From a maritime perspective, throughout the Brexit negotiations much has been made of the importance of the Dover-Calais route, which accounted for 23.43 million tonnes of the UK’s trade in goods in 2019, almost all of it with the EU. The spokesmen of other major port groups have often said that there is considerable container capacity existing elsewhere around the UK that could be utilised to take pressure off the short-sea ro/ro routes. Right now that is looking highly unlikely. While the period of exceptional volumes may subside, the friction in the supply chain is likely to emanate from other areas, a tightness in the amount of ECMT permits issued to hauliers, non-UK drivers not coming to the UK amid concerns about the likelihood of queues given many are paid by kilometre and not per hour. Following the well documented testing of the French post-Brexit port operations, the delays have not subsided, as one industry insider active in freight forwarding stated, “Both travelling from and into the UK has been terrible. it has been taking around 3-4 hours to cross into France (usually around an hour from check in the landing in France). From EU-GB it is even worse, on average taking around 4-5 hours to cross. the main ferry routes are checking in around 5hrs in advance of when you arrive to sail. North sea sailings are fully booked well in advance as well.”
The source went further to state that “there is a great shortage of drivers willing to travel to the UK. Due to the huge delays on the channel crossings, it is not financially viable for them to wait in 6-7hr delays when they could be loading for other destinations. At the moment drivers will be loading around 2 import loads per week due to these delays (from Northern France, Belgium & NL) , when usually they could be doing 4-5 per week”. The queues are said to have generated significant concerns about the safety of drivers amid an increase in migrant attempts to enter the lorries while sat stationary.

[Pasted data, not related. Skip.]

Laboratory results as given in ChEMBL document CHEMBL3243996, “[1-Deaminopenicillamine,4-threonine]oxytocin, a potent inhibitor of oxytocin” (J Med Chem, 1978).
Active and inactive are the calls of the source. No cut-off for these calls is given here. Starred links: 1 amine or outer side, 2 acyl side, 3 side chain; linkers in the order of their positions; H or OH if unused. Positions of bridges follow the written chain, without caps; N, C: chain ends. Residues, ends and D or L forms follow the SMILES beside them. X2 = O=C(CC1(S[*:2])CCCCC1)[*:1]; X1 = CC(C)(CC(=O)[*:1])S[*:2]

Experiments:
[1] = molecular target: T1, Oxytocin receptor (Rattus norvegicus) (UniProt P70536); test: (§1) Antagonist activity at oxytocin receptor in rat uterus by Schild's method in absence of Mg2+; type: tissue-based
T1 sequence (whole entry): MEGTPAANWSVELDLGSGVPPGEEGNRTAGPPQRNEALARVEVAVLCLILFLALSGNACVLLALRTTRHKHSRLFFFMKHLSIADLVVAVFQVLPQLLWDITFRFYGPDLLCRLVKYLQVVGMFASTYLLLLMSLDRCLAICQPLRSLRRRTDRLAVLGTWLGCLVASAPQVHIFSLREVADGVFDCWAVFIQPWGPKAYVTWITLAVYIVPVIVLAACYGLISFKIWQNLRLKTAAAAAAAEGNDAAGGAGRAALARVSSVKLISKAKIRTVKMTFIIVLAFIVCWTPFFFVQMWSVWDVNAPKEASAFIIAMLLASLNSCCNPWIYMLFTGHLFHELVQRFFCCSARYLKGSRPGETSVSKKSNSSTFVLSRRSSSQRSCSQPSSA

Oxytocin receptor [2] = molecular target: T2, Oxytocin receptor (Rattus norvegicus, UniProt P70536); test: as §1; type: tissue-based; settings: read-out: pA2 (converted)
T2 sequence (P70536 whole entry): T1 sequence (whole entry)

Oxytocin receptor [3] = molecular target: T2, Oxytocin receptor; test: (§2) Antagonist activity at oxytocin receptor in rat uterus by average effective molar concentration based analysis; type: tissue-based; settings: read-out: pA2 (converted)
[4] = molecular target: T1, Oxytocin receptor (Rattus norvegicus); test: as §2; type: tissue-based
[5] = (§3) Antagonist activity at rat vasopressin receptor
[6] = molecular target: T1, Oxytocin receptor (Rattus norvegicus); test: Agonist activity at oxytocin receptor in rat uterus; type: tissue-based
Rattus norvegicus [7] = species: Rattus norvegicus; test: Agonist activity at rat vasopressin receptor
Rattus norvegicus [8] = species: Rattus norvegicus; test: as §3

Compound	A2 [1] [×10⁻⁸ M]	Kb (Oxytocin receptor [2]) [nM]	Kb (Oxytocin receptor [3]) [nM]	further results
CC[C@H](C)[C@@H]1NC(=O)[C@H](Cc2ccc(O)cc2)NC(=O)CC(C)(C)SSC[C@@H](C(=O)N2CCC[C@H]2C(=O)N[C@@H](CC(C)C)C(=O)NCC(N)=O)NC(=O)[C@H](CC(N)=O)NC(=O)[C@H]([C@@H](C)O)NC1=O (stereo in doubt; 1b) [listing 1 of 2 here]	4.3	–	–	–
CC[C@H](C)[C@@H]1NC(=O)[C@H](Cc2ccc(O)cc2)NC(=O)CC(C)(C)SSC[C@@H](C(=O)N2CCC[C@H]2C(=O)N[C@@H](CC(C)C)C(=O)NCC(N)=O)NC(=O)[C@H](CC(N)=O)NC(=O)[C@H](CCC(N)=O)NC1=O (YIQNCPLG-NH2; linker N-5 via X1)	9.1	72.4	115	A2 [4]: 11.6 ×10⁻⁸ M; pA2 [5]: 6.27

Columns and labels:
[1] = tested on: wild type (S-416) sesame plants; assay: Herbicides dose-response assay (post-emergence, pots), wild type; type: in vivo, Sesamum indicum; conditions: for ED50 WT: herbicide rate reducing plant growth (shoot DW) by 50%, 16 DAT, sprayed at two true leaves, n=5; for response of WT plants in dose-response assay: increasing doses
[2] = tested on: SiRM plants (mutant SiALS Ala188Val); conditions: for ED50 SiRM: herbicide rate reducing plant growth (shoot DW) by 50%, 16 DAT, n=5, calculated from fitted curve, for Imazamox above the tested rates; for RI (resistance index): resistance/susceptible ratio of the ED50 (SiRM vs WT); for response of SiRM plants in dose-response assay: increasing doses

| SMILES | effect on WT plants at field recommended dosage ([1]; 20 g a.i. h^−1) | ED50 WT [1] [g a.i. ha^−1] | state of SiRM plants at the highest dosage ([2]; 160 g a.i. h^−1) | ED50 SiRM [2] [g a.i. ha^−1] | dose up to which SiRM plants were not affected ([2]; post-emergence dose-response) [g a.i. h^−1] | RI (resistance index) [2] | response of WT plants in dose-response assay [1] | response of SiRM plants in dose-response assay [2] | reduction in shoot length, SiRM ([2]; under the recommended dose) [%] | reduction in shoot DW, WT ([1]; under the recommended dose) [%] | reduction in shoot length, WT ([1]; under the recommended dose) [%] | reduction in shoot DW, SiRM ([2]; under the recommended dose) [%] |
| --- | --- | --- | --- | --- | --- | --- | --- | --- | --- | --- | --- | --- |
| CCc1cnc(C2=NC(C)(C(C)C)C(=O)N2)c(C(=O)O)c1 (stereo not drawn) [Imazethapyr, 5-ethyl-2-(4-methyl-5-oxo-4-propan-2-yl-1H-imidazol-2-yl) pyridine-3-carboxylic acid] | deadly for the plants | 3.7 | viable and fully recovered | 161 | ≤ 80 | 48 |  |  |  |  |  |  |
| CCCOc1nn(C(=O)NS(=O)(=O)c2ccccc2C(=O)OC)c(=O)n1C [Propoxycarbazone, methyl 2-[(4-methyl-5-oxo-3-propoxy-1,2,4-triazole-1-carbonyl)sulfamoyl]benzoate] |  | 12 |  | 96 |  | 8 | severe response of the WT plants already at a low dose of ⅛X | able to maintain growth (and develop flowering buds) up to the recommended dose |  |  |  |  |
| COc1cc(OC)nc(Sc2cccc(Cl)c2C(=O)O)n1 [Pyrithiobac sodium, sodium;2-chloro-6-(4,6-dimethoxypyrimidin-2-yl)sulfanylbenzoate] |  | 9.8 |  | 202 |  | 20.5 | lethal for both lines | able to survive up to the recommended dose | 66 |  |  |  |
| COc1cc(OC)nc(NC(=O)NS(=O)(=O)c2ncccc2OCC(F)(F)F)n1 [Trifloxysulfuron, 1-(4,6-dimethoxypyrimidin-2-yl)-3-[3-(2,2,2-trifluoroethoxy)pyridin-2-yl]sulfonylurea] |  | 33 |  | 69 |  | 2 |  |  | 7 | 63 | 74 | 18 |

Finally, in regards to the new regulations, the source stated that “We have had a number of our British sub-contractors who have been unable to obtain the necessary permits to continue UK-EU trading. Luckily this has been extended to June but who knows after that what they will do if they are refused again. They will either be stuck doing UK domestic work, which is likely to become extremely competitive as a number of hauliers are unlikely to get the necessary permit, or they will be forced to close”. Further concerns were raised about the number of potential permits being offered, with some hauliers who have been operating over 30 years declined.
Elsewhere, it has been noted at container ports that vessels have avoided berthing as landside delays build and containers are not picked up. In practical terms, the ongoing issues at the UK’s container ports have led to major operators diverting vessel calls (Evergreen), changing the port call itineraries (2M Alliance), higher freight rates, and the restriction on potential import orders (CMA CGM).
Post-Brexit, once the current exceptional volumes and issues with container availability subside (with some carriers suggesting this may not be until the Chinese New Year), the friction will emanate from elsewhere, be it customs formalities, reduced productivity among freight forwarders in dealing with the necessary documentation, a shortage of drayage availability or other areas well documented elsewhere, the friction will remain. Overall, the magic bullet of avoiding congested ro/ro shipping lanes with extra container capacity at other ports does not appear to be a viable option, at least in the short-term. Eventually supply chains, capacity and trading practices will adjust but the current disruption could be set to stay for a prolonged period.